Last week the Defense Logistics Agency (DLA) Energy issued a statement on DLA’s website about its plan to “increase the productivity, efficiency and effectiveness of [the] Air Force’s utility services contracts” – a plan that dovetails with the Department of Defense’s (DOD) Better Buying Power 3.0 initiative (BBP 3.0).  This should be good news for utility service providers seeking opportunities in and currently performing under the Air Force’s (and the Army’s) utility privatization program.  Pursuant to 10 U.S.C. § 2688, the Air Force and the Army may (a) convey a utility system (water, wastewater, electric and/or natural gas) through a bill of sale to a utility service provider (i.e., the contractor) and (b) enter into a long term agreement (between 10 and 50 years) with the contractor for utility services on the conveyed system, which generally includes the operation, maintenance, repair and modernization of the system.  DLA Energy is the contracting agent for the Air Force and Army utility privatization programs.

Over the last 10 years or so, some of the issues we have seen with utility privatization contracts – both with respect to competitions and contract administration – have been ameliorated.  This is due, in part, to the evolution of the standard utility privatization RFP.  Nonetheless, there is still room to grow, and it now appears that DLA Energy is proactively taking the next step.  In the DLA statement, Martha Gray (DLA-E Utility Services Director) notes that DLA Energy recently has examined pre- and post-award issues for the purpose of “revamp[ing] the time-to-award strategy to more accurately reflect utility privatization timelines and gain efficiencies.”  Ms. Gray explained that “[o]ne of the chief inputs from the Air Force was that our solicitation process took too long, and that the milestone schedule in place at the time was unrealistic.”  As a result, DLA Energy has adjusted its internal milestones and “built a realistic milestone schedule that identifies not only the major procurement milestones, but the necessary tasks to accomplish each one.”  On the post-award side, DLA Energy considered a variety of concerns raised by the Air Force – e.g., records management, the conveyance of assets, the development of performance metrics and the development of a process to identify execution year funds.  Ms. Gray indicated that DLA Energy’s review of these matters have “led to more streamlined contract management and a clearer path forward on critical issues.”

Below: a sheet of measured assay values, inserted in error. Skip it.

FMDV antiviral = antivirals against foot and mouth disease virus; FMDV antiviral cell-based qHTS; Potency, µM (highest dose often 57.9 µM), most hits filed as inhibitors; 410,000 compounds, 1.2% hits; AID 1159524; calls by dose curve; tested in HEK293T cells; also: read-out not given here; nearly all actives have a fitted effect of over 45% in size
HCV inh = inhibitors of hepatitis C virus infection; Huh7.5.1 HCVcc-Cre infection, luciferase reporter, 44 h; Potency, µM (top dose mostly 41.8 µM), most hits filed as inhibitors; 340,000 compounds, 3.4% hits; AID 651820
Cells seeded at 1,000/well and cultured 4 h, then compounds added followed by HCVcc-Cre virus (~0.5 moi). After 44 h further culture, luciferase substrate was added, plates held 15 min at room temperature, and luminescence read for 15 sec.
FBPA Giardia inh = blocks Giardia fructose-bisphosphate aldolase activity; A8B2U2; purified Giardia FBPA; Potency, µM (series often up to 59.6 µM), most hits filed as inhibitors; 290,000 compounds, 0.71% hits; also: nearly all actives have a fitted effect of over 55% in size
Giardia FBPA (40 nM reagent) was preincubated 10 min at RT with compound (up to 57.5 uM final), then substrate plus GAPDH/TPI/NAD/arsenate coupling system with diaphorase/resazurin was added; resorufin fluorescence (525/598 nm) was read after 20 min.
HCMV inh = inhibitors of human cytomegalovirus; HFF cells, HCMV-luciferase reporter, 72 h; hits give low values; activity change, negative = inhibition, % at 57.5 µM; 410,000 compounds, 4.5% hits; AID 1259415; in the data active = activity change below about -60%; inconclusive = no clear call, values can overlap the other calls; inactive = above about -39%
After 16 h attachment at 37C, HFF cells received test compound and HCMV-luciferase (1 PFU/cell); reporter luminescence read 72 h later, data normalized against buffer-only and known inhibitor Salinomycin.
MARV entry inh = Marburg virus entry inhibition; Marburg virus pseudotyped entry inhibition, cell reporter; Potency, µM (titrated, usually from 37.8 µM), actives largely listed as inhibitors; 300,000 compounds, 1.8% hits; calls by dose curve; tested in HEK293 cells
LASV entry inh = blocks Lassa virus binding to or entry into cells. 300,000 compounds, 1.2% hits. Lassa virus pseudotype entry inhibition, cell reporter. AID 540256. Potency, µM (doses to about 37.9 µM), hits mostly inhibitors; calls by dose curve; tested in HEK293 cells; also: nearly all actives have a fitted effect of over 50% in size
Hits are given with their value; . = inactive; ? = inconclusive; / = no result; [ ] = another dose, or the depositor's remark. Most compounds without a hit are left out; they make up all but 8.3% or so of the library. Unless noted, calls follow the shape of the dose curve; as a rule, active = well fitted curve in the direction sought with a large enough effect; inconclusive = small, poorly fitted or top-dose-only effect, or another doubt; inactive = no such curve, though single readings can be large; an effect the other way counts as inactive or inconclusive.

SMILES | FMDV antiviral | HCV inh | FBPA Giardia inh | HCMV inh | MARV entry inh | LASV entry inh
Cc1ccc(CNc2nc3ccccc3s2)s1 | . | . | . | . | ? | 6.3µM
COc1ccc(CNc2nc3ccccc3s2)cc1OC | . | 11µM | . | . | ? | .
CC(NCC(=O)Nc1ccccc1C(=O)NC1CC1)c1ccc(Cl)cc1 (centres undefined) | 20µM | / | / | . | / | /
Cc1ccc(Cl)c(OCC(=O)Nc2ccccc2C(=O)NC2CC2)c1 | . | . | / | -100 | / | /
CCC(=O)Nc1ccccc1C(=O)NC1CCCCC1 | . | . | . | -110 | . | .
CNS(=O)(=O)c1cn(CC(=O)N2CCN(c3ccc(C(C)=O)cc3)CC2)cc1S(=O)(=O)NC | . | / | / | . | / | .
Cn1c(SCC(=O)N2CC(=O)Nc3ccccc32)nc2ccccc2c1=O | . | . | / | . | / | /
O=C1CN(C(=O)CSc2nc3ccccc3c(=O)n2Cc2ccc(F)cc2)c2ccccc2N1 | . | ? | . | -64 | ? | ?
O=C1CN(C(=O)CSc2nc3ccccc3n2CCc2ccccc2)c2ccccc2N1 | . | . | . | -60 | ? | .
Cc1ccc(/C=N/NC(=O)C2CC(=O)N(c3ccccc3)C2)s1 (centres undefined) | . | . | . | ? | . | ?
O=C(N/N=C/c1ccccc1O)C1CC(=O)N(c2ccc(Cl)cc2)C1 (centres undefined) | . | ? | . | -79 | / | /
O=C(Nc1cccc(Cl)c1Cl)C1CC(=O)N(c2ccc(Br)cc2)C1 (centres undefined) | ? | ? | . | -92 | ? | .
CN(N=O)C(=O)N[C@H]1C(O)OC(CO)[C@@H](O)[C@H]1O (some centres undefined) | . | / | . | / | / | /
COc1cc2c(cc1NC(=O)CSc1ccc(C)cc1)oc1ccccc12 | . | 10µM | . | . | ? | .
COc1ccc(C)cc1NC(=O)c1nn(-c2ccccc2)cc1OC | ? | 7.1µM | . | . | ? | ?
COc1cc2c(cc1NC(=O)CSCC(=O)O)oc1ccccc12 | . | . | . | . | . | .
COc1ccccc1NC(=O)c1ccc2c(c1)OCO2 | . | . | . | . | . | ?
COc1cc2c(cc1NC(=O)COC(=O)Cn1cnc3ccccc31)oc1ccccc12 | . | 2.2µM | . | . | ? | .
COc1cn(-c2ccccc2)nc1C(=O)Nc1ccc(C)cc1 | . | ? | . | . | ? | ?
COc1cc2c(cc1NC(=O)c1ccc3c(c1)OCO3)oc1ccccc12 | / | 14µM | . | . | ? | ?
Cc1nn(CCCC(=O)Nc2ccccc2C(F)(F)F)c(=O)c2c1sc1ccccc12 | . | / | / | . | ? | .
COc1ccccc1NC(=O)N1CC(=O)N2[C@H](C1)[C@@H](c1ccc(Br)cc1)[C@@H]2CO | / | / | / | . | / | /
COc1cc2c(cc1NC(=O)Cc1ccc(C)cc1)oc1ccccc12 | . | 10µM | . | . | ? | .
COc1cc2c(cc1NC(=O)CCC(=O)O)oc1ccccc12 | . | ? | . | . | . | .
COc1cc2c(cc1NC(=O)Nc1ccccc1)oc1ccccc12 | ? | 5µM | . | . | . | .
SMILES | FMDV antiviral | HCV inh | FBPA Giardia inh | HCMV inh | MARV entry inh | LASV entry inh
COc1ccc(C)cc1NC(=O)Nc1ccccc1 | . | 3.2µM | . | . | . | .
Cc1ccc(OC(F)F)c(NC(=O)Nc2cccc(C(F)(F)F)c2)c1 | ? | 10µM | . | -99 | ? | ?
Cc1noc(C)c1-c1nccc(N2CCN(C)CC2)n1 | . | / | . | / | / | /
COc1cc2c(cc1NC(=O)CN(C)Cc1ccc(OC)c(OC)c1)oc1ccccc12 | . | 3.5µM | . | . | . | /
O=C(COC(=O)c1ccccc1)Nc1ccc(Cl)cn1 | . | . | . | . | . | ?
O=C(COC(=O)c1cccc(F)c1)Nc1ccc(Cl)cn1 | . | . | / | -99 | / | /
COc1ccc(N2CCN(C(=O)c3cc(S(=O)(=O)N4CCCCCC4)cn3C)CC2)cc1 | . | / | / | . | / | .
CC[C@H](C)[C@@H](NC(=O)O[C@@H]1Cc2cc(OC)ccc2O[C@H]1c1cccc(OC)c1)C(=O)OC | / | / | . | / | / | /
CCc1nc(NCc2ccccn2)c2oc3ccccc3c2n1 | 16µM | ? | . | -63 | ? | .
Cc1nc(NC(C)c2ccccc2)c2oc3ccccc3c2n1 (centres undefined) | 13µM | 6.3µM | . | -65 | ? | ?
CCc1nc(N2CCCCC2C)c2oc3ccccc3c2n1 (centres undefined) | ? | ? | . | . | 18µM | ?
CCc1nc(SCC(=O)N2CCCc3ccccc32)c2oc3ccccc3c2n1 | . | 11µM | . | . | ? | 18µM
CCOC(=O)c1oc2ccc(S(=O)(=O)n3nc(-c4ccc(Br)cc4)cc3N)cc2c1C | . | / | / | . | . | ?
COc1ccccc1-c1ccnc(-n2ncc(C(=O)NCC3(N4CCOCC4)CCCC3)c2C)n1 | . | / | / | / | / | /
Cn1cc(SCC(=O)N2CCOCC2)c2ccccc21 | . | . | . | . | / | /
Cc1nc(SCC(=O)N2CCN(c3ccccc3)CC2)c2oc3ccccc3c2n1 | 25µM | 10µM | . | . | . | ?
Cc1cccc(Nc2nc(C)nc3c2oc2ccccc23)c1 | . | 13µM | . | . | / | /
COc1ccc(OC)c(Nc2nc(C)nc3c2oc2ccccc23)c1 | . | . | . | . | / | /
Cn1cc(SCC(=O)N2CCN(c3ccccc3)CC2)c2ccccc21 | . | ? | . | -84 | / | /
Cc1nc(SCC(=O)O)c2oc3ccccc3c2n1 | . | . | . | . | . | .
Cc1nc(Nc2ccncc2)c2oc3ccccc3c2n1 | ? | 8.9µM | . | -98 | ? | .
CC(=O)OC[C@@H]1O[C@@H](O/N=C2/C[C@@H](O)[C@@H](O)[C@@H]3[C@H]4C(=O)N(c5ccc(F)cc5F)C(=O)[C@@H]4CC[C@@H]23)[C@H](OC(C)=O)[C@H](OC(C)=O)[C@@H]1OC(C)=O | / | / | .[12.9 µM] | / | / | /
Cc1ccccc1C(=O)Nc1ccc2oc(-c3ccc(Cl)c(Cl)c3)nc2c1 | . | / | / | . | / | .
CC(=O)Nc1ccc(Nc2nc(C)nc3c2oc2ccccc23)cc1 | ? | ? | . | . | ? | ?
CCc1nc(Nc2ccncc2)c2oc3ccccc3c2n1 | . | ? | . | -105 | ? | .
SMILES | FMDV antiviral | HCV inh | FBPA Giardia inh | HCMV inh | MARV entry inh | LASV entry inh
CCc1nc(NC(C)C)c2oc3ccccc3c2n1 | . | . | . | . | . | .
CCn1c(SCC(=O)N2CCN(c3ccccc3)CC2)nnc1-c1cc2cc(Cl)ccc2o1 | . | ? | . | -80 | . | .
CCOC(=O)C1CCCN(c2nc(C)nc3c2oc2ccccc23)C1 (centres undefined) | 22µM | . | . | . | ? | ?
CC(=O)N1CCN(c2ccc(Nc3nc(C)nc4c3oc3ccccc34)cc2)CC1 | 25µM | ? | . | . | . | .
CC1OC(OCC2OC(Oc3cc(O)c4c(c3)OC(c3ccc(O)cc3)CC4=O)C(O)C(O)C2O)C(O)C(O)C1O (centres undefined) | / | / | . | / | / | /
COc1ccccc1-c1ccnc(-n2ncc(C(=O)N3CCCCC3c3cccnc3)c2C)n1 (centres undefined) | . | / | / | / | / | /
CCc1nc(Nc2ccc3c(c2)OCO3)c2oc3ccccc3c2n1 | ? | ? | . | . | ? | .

Only time will tell if DLA Energy’s recent efforts will increase the productivity, efficiency and effectiveness of the Air Force’s and the Army’s utility privatization contracts.  We plan to closely monitor and report on these developments.